We set off on a walking tour of this former capital of Flanders. Bruges dates from the 13th century and is a living museum with a treasure trove of fine architecture. From the 13th to the 15th centuries, Bruges was the most important trading center of northern Europe, based largely on its thriving wool and textile industries. You'll see signs of this mercantile history in the beautiful houses built by wealthy textile dealers.
Following the walking tour, most hoped on a boat to experience Bruges from a different perspective. A few of us saved our tickets to use the next day when hope the skies will be blue and the sun shining. Then a visit to a lace shop to see some of the world's finest lacemakers at work, completed the morning tour of the city.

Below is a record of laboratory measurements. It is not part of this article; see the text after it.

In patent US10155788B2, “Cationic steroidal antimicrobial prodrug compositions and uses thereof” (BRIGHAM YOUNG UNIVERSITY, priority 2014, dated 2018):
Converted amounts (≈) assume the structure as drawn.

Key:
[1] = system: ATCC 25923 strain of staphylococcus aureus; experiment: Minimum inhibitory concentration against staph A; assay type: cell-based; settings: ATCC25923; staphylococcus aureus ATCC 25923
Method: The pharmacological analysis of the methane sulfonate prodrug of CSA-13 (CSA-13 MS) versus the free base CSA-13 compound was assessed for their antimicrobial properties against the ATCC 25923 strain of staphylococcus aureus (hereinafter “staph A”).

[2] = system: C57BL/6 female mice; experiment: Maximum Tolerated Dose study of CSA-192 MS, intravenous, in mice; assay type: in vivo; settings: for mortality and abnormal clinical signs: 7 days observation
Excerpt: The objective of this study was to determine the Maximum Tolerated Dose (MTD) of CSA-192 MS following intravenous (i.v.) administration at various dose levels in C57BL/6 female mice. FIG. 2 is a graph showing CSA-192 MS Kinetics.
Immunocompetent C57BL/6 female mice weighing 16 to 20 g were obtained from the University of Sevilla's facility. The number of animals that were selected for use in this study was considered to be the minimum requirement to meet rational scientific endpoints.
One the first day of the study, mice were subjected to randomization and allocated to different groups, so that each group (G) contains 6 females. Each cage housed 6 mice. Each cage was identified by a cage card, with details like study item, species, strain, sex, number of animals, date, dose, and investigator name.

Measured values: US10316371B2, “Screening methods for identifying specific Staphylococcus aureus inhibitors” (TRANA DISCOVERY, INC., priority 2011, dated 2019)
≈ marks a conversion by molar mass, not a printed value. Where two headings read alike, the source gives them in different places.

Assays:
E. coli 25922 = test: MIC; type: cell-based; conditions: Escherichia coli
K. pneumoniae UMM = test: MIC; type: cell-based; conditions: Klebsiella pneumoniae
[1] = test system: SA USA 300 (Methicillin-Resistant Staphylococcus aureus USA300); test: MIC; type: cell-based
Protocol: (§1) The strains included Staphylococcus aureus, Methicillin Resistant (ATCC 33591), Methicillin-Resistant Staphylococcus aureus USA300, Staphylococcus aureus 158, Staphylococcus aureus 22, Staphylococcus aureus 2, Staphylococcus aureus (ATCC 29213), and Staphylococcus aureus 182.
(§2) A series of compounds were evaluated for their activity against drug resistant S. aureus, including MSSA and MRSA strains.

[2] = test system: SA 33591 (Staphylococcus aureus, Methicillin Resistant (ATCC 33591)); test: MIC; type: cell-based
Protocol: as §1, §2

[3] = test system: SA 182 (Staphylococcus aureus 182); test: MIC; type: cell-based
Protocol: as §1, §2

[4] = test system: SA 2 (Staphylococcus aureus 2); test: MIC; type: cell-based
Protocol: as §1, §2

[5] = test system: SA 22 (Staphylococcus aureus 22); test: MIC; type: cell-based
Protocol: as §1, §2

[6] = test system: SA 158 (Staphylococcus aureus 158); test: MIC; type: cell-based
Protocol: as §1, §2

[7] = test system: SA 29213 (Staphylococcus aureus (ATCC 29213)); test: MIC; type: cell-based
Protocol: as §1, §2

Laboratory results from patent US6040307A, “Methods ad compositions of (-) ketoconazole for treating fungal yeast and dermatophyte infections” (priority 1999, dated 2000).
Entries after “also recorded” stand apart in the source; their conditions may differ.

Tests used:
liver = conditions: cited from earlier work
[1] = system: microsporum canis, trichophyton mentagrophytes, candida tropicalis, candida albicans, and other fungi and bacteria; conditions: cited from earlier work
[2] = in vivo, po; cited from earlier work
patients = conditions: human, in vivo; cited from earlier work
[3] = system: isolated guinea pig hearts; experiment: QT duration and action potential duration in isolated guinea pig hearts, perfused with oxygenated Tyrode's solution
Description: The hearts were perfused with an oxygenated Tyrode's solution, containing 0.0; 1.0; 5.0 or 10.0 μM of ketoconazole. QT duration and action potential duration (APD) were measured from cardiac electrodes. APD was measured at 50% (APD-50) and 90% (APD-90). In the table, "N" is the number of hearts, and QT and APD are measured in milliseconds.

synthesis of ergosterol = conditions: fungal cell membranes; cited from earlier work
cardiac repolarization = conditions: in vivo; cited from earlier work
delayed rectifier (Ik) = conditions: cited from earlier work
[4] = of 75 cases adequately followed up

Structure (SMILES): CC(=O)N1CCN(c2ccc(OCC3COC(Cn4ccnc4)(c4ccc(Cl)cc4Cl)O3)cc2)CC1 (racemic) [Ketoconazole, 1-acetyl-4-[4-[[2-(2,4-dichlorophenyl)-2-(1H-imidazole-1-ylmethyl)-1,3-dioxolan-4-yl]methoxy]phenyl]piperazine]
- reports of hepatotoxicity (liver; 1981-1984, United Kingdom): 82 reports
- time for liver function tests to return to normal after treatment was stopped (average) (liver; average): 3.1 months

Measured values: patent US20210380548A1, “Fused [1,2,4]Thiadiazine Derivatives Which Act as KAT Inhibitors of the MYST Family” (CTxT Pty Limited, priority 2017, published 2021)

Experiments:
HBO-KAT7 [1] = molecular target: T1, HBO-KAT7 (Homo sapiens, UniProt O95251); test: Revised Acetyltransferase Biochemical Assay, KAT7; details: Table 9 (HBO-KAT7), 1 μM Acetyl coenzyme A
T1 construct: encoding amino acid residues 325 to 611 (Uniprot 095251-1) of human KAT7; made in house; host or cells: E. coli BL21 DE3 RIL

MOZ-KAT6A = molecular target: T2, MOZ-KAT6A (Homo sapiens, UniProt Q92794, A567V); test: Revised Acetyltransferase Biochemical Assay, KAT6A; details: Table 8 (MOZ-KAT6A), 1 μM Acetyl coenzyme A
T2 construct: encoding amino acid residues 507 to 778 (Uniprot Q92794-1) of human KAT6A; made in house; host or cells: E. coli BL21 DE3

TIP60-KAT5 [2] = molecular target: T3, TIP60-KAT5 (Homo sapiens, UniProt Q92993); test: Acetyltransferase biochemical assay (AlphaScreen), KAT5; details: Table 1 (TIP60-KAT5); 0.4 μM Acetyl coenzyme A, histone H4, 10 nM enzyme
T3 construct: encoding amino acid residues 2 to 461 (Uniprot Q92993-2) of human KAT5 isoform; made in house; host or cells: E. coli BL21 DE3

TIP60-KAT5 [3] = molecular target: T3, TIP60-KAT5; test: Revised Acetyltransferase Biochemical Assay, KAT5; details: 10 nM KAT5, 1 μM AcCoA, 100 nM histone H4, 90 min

Several of joined the optional excursion to Flanders Field to learn more about the World War I. Our first stop was Ypres now known as the “City of Peace,” where we visited the interactive Flanders Field Museum. Later we toured the battlefields and cemeteries. After dinner at a local restaurant, we visited the Menin Gate Memorial and listened to the buglers from the local fire brigade who play there every night in remembrance of those lost in the war. It was an informative excursion, and another sobering reminder of the horrors of war.
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